Because Reading is Fundamental...

Friday, August 31, 2012

Time Traveler





Early wooden cane handle with an original cabinet card of the owner holding the same cane.

Available here.

Thursday, August 30, 2012

Shampoo Specs


"Thirsty terry cloth absorbs suds and chemicals."

Available here.

Monday, August 27, 2012

Early Folk Art Carved Plane








Early 20th century folk art carved plane. Wonderful carvings of an elephant, rooster and a mystery animal enliven the surface of this old handmade plane. Found in Buffalo, New York.

Available at Anonymous Works.

Sunday, August 26, 2012

Pipe Bowl

Circa 1750-1800 carved catlinite Native American pipe bowl.

Collection of the Detroit Institute of Arts. Photo ©2012, Detroit Institute of Arts

Thursday, August 23, 2012

Miss Mississippi, circa 1860



Available here.

Post Mortem


Available here.

Key that locked the cell of the conspirator of A. Lincoln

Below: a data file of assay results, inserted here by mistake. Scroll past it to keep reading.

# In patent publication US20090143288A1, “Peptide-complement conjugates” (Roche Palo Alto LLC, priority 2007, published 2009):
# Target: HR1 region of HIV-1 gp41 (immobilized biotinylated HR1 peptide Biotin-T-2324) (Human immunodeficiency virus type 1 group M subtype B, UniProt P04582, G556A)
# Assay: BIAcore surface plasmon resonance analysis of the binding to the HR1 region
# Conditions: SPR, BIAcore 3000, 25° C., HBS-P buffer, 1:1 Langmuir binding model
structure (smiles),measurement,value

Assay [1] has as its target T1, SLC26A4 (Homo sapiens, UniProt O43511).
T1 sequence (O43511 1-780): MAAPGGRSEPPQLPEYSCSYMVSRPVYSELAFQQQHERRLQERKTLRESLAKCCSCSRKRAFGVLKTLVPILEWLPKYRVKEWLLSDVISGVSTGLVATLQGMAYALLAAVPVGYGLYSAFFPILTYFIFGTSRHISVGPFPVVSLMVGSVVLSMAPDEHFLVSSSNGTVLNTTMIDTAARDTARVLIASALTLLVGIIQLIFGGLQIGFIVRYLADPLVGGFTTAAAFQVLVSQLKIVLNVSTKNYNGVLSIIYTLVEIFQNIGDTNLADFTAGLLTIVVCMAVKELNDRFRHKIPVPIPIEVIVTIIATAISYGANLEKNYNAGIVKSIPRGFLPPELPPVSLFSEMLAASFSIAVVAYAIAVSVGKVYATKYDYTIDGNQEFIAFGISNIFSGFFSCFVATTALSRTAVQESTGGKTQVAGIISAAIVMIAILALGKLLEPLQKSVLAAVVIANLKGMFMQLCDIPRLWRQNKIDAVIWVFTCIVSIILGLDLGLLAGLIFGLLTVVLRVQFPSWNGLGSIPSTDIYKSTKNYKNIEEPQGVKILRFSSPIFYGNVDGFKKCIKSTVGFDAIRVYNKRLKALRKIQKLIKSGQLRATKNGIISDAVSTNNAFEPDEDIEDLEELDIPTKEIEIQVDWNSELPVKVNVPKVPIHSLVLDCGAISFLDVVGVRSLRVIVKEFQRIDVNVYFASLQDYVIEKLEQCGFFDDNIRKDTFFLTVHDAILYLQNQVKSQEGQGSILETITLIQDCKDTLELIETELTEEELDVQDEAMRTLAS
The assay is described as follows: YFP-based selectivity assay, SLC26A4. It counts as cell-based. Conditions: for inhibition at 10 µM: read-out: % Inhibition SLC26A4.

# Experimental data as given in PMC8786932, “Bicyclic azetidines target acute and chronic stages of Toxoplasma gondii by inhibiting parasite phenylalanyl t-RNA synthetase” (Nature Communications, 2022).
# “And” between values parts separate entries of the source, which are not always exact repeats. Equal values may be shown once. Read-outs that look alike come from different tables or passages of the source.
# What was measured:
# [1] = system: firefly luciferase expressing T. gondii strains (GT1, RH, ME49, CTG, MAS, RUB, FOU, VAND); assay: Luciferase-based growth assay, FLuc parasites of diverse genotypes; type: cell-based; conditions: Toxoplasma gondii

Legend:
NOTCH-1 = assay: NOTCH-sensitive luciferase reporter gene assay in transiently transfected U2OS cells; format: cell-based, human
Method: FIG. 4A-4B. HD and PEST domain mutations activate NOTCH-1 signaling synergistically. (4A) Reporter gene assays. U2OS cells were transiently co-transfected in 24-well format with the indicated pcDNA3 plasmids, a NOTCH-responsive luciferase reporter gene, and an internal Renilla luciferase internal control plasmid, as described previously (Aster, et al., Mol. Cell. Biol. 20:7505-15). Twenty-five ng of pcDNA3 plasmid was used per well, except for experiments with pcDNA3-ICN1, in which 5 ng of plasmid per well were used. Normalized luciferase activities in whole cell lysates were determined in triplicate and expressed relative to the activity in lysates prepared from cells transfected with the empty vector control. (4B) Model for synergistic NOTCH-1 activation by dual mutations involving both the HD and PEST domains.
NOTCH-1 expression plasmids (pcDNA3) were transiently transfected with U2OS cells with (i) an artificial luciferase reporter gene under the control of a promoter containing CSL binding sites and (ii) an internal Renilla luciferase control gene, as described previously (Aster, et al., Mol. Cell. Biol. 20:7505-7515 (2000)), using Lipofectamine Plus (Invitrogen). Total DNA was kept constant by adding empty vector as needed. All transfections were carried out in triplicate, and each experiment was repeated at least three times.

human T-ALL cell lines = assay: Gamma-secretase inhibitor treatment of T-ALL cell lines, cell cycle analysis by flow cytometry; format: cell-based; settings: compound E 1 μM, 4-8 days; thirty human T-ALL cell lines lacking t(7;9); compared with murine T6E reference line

Auction house description:
An inked manuscript label applied to the print reads Key that locked the cell of the conspirator of A. Lincoln, full size cut and the same inscription plus Compliments J.E. Buckingham is visible at the bottom of the mount, which is partially missing. A paper label from the Summit County Historical Society, Akron, Ohio is applied to verso.

This is the original albumen used in J.E. Buckingham's 1894 book Reminiscences and Souvenirs of the Assassination of Abraham Lincoln, where the key is described as the one used to lock Lewis Payne's cell prior to his execution. Lewis Payne (1844-1865), aka Lewis Powell, was the young conspirator who attempted to assassinate Secretary of State William Seward at his home at nearly the same time President Lincoln was shot by John Wilkes Booth at Ford's Theater.

Lot passed at Cowan's.

Tuesday, August 21, 2012

"Reach for the Sky!"






19th century folk art carved utility shelf. Possibly a gun rack.

Sold for $348.00 on eBay.

Friday, August 17, 2012

Steve Harley: An Original Life
























Steve Harley (1863-1947) was a Michigan native, who moved to the Pacific Northwest in the 1920s. He painted a series of obsessively detailed landscapes of the mountains, valleys and rivers that enthralled him. The Abby Aldrich Rockefeller Folk Art Museum owns every known work of his, which only amounts to five paintings.

The Abby Aldrich Rockefeller Folk Art Museum at Colonial Williamsburg through January 2014.